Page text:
PRIDE AND PREJUDICE AND ZOMBIES: 3 ½ STARS. “Slashterpiece Theatre.”
Imagine “The Walking Dead” as seen through the lens of “Masterpiece Theatre.” Slashterpiece Theatre. Or maybe the love child of Jane Austen and George A. Romero. Either way, you get the high concept idea of the new Lily James film “Pride and Prejudice and Zombies.” It’s such a whack-a-doodle idea it’s either going to be great or the worst thing ever.
Set in 19th century England, the movie shares some character names and situations with the novel but in this new, fanciful version a plague has turned much of the population into “ravishing unmentionables.” These zombies are different than the “Night of the Living Dead” style droolers. If these ever-civilised British stenches never consume human brains, they will never fully transform. Still, enough of them have changed to warrant building a Trump-style anti-undead wall around London and for regular folk to become zombie-killing ninjas. Literally.
In this story upper crust English families send their children to Japan or China to learn the secrets of martial arts. One such clan are the Bennets. All five daughters are deadly—with knives hidden in their petticoats—but second oldest Elizabeth (Lily James) is a Shaolin monk trained fighter who can disembowel a zombie before you can say “Mr. Darcy.”
Speaking of Mr. Darcy, he’s a Colonel with a bloodlust for brain-eaters and a romantic lust for Elizabeth. His rival for Elizabeth’s affections is Mr. Wickham (Jack Huston), a handsome lieutenant who wants to try and find a way to coexist with the unwanted invaders. “Soon the dead will outnumber the living,” he says. “Nine months to make a baby, 16 years to turn them into a soldier… but just two seconds to make a zombie.”
As the zombie menace intensifies so do things between Wickham, Darcy and Lizzie. A final showdown brings them all together, alongside their pride, prejudice and yes, zombies.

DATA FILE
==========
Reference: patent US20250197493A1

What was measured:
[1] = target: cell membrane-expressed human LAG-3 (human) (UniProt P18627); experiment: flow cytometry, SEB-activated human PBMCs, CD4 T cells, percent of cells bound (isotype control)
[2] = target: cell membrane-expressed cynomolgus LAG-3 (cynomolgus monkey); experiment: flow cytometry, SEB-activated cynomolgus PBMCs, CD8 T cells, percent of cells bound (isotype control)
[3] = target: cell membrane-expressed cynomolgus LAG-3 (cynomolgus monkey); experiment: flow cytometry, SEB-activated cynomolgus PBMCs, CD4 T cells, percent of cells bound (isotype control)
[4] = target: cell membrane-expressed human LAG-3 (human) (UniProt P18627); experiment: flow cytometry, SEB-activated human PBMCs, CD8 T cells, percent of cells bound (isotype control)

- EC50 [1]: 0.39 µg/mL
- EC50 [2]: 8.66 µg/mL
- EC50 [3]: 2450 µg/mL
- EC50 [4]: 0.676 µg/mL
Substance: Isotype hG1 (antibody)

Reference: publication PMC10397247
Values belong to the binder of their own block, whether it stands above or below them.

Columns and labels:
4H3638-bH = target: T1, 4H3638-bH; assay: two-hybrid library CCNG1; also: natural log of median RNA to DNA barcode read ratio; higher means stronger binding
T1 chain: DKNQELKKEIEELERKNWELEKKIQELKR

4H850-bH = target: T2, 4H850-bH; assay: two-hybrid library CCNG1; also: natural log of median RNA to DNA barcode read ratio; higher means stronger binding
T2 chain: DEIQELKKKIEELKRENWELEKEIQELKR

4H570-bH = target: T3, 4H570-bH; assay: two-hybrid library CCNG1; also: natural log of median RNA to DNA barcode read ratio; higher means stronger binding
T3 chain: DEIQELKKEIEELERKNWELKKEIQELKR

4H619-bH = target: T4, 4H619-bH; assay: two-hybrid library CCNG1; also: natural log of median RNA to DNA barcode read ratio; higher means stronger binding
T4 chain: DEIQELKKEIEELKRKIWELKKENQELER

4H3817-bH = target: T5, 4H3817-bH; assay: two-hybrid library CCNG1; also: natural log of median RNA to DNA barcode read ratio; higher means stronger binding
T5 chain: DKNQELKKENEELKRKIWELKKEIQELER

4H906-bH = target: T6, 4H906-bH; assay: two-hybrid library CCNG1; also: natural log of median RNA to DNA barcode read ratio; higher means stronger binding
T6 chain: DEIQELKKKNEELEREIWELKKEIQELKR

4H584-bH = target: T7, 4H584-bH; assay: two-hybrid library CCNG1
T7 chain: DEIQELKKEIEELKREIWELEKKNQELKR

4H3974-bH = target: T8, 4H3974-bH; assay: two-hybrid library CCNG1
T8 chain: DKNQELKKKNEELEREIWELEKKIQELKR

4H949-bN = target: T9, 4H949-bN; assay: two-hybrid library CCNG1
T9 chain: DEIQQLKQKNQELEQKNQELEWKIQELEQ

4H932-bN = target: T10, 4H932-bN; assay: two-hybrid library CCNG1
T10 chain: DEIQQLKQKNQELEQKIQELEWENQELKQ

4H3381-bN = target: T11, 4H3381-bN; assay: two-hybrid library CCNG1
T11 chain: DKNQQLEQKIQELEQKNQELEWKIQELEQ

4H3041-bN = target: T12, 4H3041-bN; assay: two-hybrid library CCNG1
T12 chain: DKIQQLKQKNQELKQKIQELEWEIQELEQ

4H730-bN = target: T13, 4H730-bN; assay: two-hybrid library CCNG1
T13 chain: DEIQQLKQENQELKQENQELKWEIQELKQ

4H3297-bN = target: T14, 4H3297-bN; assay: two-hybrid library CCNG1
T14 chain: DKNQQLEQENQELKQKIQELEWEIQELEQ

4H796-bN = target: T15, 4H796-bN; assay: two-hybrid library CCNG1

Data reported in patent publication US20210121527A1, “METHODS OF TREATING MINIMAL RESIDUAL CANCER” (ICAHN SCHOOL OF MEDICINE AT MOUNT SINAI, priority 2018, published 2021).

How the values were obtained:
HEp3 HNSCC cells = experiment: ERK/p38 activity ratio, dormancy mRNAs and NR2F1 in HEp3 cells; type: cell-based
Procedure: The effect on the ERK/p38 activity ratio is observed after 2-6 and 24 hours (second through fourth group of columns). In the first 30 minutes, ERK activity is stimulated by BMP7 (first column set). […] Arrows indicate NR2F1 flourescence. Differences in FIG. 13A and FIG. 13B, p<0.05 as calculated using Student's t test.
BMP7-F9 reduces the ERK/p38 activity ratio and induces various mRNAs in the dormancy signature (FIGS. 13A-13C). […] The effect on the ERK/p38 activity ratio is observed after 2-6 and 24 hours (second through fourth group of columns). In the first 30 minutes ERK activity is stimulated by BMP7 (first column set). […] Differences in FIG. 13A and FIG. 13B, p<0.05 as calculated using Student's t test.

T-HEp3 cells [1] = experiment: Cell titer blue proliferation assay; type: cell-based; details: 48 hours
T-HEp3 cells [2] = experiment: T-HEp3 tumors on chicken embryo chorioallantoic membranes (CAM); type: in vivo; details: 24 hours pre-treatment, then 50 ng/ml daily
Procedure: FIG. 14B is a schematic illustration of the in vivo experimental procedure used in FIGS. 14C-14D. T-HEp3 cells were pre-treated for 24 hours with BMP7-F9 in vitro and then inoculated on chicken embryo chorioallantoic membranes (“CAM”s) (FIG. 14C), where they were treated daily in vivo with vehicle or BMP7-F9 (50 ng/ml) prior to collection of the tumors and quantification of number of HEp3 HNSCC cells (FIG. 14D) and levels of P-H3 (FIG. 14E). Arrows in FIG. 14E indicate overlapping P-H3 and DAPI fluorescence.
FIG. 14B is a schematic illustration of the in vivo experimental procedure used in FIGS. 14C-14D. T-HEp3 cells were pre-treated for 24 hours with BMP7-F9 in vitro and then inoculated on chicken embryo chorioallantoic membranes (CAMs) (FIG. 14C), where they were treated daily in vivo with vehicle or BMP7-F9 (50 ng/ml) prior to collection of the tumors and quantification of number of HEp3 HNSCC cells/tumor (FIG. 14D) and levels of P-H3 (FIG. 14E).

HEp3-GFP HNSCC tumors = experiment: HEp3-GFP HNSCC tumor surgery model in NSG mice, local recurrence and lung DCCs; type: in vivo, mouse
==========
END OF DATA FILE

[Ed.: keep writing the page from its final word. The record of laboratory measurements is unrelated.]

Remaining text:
The idea of “Pride and Prejudice and Zombies” may be koo koo bananas but it works. When they aren’t trying to make Blighty an undead free zone, or high kicking and karate chopping, for the most part they play it straight. As Darcy watches Lizzie slice-and-dice her way through a crowd of zombies he looks on in admiration, reciting a quote from the book about her face being rendered, “uncommonly intelligent by the beautiful expression of her dark eyes.” The situation is ridiculous but the actors play it straight, heightening the absurdity.
It’s not all Austen, however. Darcy’s use of carrion flies to identify people who have been bitten but not yet turned into zombies—they’re attracted to dead flesh—is far beyond the English novelist’s sense or sensibility. Instead of Austen trademarked biting irony, there’s just a lot of biting.
As for gore, I’m sure the film would horrify Austen, but there’s more actual blood-and-guts in the first 10 minutes of most “Walking Dead” episodes than in this entire movie.
“Pride and Prejudice and Zombies” makes the best of its one joke, the mashup of Austen romantic fiction with zombie realism, deftly (and ridiculously) blending the sublime with the ultraviolent.